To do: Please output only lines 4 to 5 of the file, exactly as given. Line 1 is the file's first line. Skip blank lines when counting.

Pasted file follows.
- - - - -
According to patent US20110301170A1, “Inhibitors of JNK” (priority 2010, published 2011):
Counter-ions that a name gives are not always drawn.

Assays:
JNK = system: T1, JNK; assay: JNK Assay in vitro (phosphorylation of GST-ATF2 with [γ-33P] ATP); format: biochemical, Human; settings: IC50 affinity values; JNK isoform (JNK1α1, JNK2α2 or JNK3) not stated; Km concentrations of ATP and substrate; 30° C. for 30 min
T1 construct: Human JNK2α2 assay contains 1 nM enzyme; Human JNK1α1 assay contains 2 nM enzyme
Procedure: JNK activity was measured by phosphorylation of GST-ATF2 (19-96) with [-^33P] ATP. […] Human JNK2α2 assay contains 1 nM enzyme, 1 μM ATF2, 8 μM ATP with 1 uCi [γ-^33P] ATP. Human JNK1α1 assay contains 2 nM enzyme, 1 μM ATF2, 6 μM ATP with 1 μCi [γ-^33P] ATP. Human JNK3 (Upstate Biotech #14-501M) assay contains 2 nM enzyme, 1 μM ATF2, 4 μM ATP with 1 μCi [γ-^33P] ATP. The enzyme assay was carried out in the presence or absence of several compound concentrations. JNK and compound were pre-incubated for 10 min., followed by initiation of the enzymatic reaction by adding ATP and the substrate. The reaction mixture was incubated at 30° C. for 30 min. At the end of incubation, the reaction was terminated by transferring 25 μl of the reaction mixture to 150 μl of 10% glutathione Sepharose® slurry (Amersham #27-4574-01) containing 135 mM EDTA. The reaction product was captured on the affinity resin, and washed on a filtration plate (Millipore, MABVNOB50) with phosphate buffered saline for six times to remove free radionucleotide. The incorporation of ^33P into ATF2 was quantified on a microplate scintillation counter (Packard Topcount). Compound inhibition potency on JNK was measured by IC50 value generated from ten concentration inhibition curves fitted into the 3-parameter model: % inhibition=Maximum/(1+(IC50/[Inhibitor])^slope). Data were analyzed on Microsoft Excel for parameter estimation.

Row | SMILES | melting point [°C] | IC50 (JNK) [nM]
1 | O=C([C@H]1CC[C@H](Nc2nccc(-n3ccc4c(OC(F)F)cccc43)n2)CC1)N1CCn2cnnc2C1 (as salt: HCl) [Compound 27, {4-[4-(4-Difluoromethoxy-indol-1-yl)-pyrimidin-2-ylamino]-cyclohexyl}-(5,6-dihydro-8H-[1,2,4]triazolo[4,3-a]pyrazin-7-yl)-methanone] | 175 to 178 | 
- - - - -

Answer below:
JNK = system: T1, JNK; assay: JNK Assay in vitro (phosphorylation of GST-ATF2 with [γ-33P] ATP); format: biochemical, Human; settings: IC50 affinity values; JNK isoform (JNK1α1, JNK2α2 or JNK3) not stated; Km concentrations of ATP and substrate; 30° C. for 30 min
T1 construct: Human JNK2α2 assay contains 1 nM enzyme; Human JNK1α1 assay contains 2 nM enzyme